7. My parents are still with us, but it has been a year of great changes for them. Last December my father was released from the rehabilitation centre and joined my mom in a retirement home for what was initially a short-term arrangement. By January it was decided they would move in permanently. By February they had done so with my sister Doris and I coordinating the move of as many of their cherished items as possible and the purchasing of new furniture that was needed. The need to spend time with that which had been their life for close to 40 years meant several accompanied trips to their old home from their new one. The house was sold at the end of July and the task of dealing with what was left behind was one Doris and I shared. In August my Dad was back in the hospital for a short stay and on September 4 he was re-admitted. One week in the regular ward, two in ICU, one back on the regular ward and since then at a rehabilitation center close to their new home. This second hospital stay left him very weak and he is now in a wheel chair. His eyes have deteriorated so that he is blind. It’s a tough go. My mother’s memory continues to deteriorate but she remains kind and generous. Due to her mobility issues we now employ 3 personal support workers (two to take her to visit my dad twice a week and a third to help with other tasks). Doris and I continue to tag team on doctor’s appointments with her taking the lead on their health issues and I with their finances. I don’t know how she does it.
8. My own health has had its ups and downs. No one ever told me that a broken heart could hurt so, would hurt non-stop for over a year and that as it slowly healed the rest of my body would need to readjust because of the state of duress it had lived in for so long. Thank God for yoga and the teachers who let me cry class after class and even handed me tissues from time to time. Witnessing with acceptance was a much-appreciated gift.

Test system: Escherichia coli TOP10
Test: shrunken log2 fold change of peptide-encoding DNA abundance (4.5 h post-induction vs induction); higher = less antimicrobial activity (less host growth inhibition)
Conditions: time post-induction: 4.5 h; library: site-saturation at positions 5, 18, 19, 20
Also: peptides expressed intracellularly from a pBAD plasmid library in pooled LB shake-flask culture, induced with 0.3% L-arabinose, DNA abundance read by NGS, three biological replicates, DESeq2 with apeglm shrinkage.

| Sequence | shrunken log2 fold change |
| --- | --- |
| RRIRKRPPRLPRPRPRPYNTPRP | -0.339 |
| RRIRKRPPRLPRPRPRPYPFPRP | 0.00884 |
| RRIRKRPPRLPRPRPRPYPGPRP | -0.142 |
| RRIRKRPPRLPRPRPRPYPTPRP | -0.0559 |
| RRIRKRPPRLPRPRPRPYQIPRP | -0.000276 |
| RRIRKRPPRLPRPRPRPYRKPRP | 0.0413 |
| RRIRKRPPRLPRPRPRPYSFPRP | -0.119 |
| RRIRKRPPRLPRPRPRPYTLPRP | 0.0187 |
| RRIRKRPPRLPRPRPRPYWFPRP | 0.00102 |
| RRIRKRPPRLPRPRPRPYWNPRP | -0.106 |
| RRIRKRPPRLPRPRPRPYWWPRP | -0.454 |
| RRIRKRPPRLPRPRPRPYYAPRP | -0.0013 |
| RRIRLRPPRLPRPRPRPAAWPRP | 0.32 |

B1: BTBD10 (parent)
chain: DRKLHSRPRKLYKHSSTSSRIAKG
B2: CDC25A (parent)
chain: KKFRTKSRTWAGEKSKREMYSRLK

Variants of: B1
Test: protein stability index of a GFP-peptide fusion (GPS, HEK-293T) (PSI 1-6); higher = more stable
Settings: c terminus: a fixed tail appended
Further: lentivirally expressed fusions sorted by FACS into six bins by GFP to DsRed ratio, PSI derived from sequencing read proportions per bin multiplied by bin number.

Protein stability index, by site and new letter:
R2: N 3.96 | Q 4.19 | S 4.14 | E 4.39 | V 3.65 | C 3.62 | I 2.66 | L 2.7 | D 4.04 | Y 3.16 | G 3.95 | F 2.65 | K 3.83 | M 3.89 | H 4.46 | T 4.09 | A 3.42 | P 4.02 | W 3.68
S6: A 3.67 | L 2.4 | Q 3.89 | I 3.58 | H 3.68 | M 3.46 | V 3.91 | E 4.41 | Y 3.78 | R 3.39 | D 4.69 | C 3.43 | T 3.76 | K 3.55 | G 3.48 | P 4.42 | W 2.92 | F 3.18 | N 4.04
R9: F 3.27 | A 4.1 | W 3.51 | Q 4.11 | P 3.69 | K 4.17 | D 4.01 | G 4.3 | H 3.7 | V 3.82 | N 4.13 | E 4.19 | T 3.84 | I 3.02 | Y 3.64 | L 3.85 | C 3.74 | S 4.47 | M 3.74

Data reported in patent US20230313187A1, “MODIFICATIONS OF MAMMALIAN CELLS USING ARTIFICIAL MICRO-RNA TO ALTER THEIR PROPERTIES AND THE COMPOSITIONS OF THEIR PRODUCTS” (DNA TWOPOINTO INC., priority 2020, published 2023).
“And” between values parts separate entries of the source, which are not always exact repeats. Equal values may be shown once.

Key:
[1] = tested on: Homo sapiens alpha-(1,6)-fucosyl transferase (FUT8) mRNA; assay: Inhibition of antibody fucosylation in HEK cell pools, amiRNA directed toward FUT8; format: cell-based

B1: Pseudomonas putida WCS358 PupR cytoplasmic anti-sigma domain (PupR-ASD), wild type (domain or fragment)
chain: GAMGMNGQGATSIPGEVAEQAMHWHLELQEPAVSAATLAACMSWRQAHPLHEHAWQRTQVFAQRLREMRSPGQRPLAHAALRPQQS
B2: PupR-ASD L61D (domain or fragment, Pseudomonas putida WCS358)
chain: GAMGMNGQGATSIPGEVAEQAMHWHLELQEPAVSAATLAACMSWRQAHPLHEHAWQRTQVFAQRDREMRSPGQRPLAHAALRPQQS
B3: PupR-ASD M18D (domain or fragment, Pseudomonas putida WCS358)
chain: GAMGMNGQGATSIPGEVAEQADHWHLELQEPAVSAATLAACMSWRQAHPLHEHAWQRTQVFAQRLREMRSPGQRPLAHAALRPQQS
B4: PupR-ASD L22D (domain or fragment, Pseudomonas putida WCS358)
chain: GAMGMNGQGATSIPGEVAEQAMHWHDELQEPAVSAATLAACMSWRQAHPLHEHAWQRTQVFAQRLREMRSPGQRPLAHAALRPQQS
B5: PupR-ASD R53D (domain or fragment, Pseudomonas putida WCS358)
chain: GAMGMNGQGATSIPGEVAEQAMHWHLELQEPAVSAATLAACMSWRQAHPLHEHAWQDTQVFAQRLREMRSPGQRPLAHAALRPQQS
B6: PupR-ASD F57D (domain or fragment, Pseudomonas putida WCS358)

9. I am often grumpy around holidays and obstinate. So I am thankful to Richard’s eldest son Shawn who took over the Thanksgiving meal and who will share the preparation with me for the Christmas dinner. He has also be a great support person for Emily, something Richard and I always hoped his children would be for one another regardless of the big gaps in their ages. Family, I have learned, is fluid in its definition.
10. A widow friend of mine remarked she was talking to another widow friend who decided not to write a Christmas letter, something she had done for years. As she put it “No one really wants to hear about my year. They don’t want to hear the second year is worse than the first because now the shock has worn off or that the kids are struggling. They want happy news and to know I’m happy again and the world is just great. Its not and I’m not.” This clinched it for my friend who agreed and decided she too would not write a Christmas letter. It saddens me to know that we don’t know more about grief and so we can’t better support those we may even think we are supporting. I hope this changes.
11. I’ve learned in this last year that negative people are more than annoying. For those of us who are already vulnerable they can be toxic destroying what precious positive energy we’re able to find from within. An hour spent listening to someone complaining about petty crimes against them or the short fallings of others is like being steamrolled. This knowledge has given the courage to quit things and people that suck my energy. I wish I’d done it sooner.
12. Many things stand out about this last year and as I hope this letter indicates it’s been ups and downs all year long. I’d like to share an up in closing. Take this as a sign that I am not only trying to heal, but, also that I am better. Not good, but better. In February I checked myself into a health spa. I had not only stopped exercising (a real anomaly in my life) but I had also stopped eating. I didn’t feel like it or I’d forget. At this health spa I met a wise woman who said to me during one of our exchanges “always start with kindness”. She is one of the toughest smartest fiercest beautiful women I have met in this lifetime. She intimidated me and I’m sure she intimidates many and she is right. To always start with kindness is not just a gift to others but to ourselves. It makes the world and us better.
Thank you for thinking of us.
Sending you kind thoughts,
p.s. I’m glad to tell you I have a new best friend named Jo. She too is a widow and it has been her constant companionship (and late night phone calls) that have continued to inspire me to write in the hopes that it makes the journey easier for others and those who love them. We should all be so lucky.